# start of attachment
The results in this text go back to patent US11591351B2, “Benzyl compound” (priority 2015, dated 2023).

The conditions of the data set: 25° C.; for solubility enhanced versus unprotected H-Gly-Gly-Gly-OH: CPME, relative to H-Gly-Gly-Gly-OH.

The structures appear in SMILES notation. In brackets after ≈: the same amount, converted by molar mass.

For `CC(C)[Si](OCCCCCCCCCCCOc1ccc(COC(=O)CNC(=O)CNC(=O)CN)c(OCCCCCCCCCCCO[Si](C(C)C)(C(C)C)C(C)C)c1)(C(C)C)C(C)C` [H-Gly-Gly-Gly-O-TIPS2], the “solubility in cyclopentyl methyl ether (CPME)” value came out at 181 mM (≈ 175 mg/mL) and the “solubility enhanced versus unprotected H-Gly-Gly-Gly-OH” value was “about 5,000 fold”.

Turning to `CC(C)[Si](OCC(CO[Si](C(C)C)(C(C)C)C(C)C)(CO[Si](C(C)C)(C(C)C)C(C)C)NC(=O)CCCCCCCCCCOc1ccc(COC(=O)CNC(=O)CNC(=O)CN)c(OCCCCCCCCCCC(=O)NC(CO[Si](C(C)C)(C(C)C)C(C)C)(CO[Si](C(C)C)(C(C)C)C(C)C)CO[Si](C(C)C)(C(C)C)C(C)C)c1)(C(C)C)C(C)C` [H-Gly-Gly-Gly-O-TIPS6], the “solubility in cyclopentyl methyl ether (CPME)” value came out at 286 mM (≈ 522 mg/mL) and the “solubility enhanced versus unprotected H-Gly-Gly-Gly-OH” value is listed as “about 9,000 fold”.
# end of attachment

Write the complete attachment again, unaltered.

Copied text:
The results in this text go back to patent US11591351B2, “Benzyl compound” (priority 2015, dated 2023).

The conditions of the data set: 25° C.; for solubility enhanced versus unprotected H-Gly-Gly-Gly-OH: CPME, relative to H-Gly-Gly-Gly-OH.

The structures appear in SMILES notation. In brackets after ≈: the same amount, converted by molar mass.

For `CC(C)[Si](OCCCCCCCCCCCOc1ccc(COC(=O)CNC(=O)CNC(=O)CN)c(OCCCCCCCCCCCO[Si](C(C)C)(C(C)C)C(C)C)c1)(C(C)C)C(C)C` [H-Gly-Gly-Gly-O-TIPS2], the “solubility in cyclopentyl methyl ether (CPME)” value came out at 181 mM (≈ 175 mg/mL) and the “solubility enhanced versus unprotected H-Gly-Gly-Gly-OH” value was “about 5,000 fold”.

Turning to `CC(C)[Si](OCC(CO[Si](C(C)C)(C(C)C)C(C)C)(CO[Si](C(C)C)(C(C)C)C(C)C)NC(=O)CCCCCCCCCCOc1ccc(COC(=O)CNC(=O)CNC(=O)CN)c(OCCCCCCCCCCC(=O)NC(CO[Si](C(C)C)(C(C)C)C(C)C)(CO[Si](C(C)C)(C(C)C)C(C)C)CO[Si](C(C)C)(C(C)C)C(C)C)c1)(C(C)C)C(C)C` [H-Gly-Gly-Gly-O-TIPS6], the “solubility in cyclopentyl methyl ether (CPME)” value came out at 286 mM (≈ 522 mg/mL) and the “solubility enhanced versus unprotected H-Gly-Gly-Gly-OH” value is listed as “about 9,000 fold”.